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The Long African Walk
Posted By Katy Causey On August 6, 2013 @ 12:12 am In Employees and Culture | 3 Comments
I ask our Compassion Rwanda host, Eugene , as he drops us off at the end of the rock-strewn road,
“How long is the walk?”
With a sheepish smile, he assures me it’s just a little walk.
“Do you mean a little African walk or a little American walk?”
He tells me,
Oh, dear. I know that proclamation means we are in for a long walk.
We travel through the hilly country of Musanze, Rwanda, for a home visit to meet my parents’ sponsored child. Marie Claire and her family live within the neighborhood of the child development center, but just barely. For the safety of the child, we require that a sponsored child live within good access of his or her center location, generally considered to be within a 30-minute walk.
We desire to serve the neediest possible. Sometimes that means traveling to where buses and cars cannot easily go. One of these needy places is where our group of seven sponsors ventures that day.
Our group walks the hilly two miles … up and down, up and down, up and down we go. The contrast between the lush, green hills and the red dirt road make for a striking view, even if the terrain is unforgiving.
It is hot. Sweat rolls down my back and forehead. We walk, uncertain of how far this African walk will take us. The red dust of the road cakes my feet and shoes. But at least I have shoes. Many of the people we encounter on the road do not have this luxury.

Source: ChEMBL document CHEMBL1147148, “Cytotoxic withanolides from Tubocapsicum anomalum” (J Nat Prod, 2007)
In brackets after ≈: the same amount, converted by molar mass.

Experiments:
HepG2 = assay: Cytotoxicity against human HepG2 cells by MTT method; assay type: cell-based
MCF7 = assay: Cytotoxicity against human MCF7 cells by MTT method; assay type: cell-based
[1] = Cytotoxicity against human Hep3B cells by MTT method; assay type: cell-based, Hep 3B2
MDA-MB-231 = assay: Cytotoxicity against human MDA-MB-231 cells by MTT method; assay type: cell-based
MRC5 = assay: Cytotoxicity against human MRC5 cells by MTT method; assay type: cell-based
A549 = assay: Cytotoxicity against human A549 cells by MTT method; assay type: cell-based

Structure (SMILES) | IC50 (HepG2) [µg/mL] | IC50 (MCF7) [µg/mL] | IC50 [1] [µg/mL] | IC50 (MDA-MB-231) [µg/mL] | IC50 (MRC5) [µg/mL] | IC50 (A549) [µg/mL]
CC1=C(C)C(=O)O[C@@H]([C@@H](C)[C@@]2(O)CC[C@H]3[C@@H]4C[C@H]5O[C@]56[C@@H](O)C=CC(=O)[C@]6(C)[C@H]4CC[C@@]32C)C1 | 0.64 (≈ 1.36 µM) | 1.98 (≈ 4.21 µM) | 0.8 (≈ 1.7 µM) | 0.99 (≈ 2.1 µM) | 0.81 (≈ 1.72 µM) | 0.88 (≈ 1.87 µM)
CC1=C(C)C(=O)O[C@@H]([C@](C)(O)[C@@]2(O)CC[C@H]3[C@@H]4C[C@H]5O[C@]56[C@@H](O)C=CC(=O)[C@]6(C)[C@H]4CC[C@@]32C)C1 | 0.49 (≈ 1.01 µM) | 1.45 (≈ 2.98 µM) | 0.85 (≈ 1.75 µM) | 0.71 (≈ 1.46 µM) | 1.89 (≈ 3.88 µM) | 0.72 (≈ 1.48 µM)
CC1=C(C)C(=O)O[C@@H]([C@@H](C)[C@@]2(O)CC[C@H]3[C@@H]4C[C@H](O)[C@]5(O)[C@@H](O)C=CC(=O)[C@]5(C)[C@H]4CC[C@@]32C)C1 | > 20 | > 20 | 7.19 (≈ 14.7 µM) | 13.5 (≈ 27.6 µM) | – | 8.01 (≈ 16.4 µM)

Finally the translator points to our destination. We’ve walked so far, and yet steep terrain lies ahead. We walk gingerly down the hill, stepping sideways until at last we reach the clearing dotted with family huts.
During this trek, I’ve been pondering Marie Claire’s reality. She does this every day. Every time she goes to the child development center. Every time she goes to school. When it rains. When it’s hot. When it’s muddy. When the ground is cracked and her feet hurt.
Even if her family had enough money for a car or mutatu fare, it couldn’t reach their house. What would happen if someone got hurt? Or sick? How fast would they be able to go get help? My mind raced with all the possibilities.
While the home visit was a beautiful time learning about Marie Claire and her family, what I really remember of that day is the walk.
As is Rwandan culture, the family walked with us down the road, along the two-mile stretch as we wandered our way through sticks and stones and dirt.
Little Marie Claire and I held hands the whole way. With her tiny hand in mine, I gave thanks for the window into her world this walk had given me.
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